Dogs in Hot Cars — and Their Rescuers —Get a Break

Attitudes & laws, are changing

If you’ve never felt the one-two punch of heat and humidity in the south, it knocks you out, even in short sleeves. 75 degrees feels like 85, and any space without ventilation becomes an oven — fast.

That’s why Desert Storm veteran Michael Hammons broke the window of a parked car in the lot of a south Georgia shopping mall one hot May morning when he saw a small Terrier mix panting frantically inside.

The dog’s owner did not appreciate his intervention. She insisted the police file charges and Hammons was arrested. Though the charges were later dropped, the incident sparked a conversation about the need for “dogs in hot cars” laws to protect people who try to help them.

Georgia currently only sheilds citizens who break into cars to free people in distress — but that state’s southern neighbor recently went further.

Hot state, cool law

In March of this year, Florida signed into law House Bill 131, which grants private individuals immunity from civil liability for damage incurred in the course of rescuing unattended people or animals in distress. Florida became one of only three states with such a law; Wisconsin passed its version in November 2015, and Tennessee has amended a similar statute to include domestic animals.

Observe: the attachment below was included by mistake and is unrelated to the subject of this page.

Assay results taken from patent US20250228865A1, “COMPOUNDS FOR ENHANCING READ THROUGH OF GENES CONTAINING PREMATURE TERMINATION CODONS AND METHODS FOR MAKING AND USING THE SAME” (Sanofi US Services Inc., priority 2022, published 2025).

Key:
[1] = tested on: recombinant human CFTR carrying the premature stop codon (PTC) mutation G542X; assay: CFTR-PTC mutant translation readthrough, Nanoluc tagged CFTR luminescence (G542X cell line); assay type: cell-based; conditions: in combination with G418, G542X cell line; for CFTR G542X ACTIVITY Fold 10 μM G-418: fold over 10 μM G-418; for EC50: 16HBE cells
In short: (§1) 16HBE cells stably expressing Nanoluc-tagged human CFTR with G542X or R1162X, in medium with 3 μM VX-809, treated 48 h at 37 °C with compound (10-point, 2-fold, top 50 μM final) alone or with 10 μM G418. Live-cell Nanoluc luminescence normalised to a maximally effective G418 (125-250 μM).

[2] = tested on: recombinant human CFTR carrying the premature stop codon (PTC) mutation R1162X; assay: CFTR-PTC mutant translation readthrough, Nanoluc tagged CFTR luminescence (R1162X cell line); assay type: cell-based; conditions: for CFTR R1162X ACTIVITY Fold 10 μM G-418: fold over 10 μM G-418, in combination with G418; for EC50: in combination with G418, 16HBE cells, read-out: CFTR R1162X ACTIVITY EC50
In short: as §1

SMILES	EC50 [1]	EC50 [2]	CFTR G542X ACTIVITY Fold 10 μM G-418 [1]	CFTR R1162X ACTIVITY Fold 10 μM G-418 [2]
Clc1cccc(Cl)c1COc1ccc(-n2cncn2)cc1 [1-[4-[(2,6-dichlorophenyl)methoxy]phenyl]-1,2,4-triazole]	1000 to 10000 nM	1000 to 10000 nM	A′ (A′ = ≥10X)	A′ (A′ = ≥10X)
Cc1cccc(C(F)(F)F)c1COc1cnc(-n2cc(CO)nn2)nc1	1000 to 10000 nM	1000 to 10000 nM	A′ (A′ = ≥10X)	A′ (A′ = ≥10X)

“This bill flew through,” says Kate McFall, Florida State Director of the Humane Society of the United States (HSUS). “It was a good common sense bill that addressed both vulnerable people and animals, and kudos to the sponsors — they did a great job.” Indeed, including humans in the bill was key to its passage, according to McFall.

“If this had just been an animal bill, it may have had a bit more opposition here in Florida, because of the very conservative legislature,” she says.